Penetrating into the middle of a defense to create a play is one of the most important skills that a basketball player can have - and it’s also one of the most difficult to do at a high level.
This means that not every player should be going into a live game scenario and trying to embarrass his defender with an Iverson Crossover or a step back jump shot.
Breakdown drills like King of the Court mentioned above are great for working on your 1-on-1 moves, but basketball games are not played 1-on-1.
Once you’ve practiced some of those moves in isolated situations, try working them into opportunities in 5-on-5 pickup or practice games as well before you’ll be ready to do them at a full game speed with help defenders.
4. Change Speeds
One of the keys to beating your defender in a 1-on-1 situation is to get him off balance.
And one of the best ways to do that is to change speeds within your move.
No matter which move you’re using, practice setting up your defender slowly, and then exploding towards the rim.
This sudden change of speed is difficult for defenders to react to, and can create all the space you need to penetrate the defense.
5. Be a Threat to Shoot
It is typically easier to beat your defender off the dribble if they are up guarding you closely, and the easiest way to keep your defender from sitting back and anticipating your move is by being a threat to shoot from outside.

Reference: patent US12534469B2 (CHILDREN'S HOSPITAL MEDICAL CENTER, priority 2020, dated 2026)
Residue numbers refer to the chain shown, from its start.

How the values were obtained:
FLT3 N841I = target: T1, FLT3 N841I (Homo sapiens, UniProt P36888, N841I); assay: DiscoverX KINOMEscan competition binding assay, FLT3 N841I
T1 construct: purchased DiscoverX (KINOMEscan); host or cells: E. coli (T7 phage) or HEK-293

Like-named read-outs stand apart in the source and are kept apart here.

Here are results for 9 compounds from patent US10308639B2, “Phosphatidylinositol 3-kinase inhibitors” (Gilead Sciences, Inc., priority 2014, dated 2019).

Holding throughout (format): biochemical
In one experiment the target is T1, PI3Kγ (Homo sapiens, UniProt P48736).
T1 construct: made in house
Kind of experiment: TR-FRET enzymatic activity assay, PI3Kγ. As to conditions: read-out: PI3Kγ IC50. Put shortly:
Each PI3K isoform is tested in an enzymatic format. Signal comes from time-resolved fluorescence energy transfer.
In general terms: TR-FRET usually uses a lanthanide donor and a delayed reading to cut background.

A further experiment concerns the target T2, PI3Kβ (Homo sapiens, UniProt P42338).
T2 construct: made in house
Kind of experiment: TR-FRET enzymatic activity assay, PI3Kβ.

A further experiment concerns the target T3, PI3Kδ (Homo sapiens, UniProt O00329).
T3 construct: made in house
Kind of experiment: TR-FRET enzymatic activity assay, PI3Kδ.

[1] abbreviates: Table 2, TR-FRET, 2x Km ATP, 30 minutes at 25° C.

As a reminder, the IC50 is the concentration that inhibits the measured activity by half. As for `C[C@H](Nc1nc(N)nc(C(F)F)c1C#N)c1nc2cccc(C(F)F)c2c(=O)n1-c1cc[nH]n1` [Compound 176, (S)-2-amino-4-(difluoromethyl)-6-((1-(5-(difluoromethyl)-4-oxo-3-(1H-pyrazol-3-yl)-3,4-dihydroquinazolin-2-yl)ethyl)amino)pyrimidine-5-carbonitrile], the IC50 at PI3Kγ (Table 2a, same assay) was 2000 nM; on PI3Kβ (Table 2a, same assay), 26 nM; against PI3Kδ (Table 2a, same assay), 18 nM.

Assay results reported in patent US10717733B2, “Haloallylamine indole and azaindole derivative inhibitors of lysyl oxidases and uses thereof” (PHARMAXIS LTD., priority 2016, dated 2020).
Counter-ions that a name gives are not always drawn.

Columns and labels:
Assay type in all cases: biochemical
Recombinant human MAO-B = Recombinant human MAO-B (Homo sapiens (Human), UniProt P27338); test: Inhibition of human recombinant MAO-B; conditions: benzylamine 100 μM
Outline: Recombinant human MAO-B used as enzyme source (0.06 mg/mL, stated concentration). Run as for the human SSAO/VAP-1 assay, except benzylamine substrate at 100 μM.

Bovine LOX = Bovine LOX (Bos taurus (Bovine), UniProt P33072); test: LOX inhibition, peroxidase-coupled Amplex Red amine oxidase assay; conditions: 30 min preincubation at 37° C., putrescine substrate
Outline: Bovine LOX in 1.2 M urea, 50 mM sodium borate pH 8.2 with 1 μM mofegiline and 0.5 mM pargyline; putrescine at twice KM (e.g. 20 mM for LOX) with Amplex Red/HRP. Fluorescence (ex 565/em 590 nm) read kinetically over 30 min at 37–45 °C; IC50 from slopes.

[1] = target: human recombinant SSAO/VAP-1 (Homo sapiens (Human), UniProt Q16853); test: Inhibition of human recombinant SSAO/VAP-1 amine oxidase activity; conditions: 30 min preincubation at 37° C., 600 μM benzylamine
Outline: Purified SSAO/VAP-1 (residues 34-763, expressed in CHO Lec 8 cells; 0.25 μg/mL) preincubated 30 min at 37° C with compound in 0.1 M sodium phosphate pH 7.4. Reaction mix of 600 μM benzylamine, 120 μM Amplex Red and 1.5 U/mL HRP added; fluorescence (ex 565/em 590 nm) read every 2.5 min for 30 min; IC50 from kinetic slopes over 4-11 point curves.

If you are capable of knocking down three pointers, defenders will have no choice but to go out to the perimeter and guard you.
Practicing your shooting on a regular basis will ultimately also make it easier to make plays off the dribble.
6. Play on Two Feet
Even if your 1-on-1 move is perfect and you get past your defender into the middle of the defense, it will not matter if you’re unable to make a good decision when you get there.
Especially for younger players, one way to work on making good decisions after a successful drive is to come to stay on two feet as long as you can.
This ensures that you are under control, and also gives you more time so that you do not have to decide whether to shoot, pass, or continue towards the basket while you are in the air.
Any great perimeter player needs to be able to use a variety of 1-on-1 basketball moves to beat his defender off the dribble and create scoring opportunities.
However, few players are actually prepared to execute those moves at a high level when it comes time for real game action, which means that not everyone should be trying to make isolated 1-on-1 plays to attack the basket.
Players must first work on those moves in breakdown drills and practices, develop the skills to be a threat to score from multiple spots on the floor, and ultimately make good decisions with the ball in order to be dominant in 1-on-1 situations.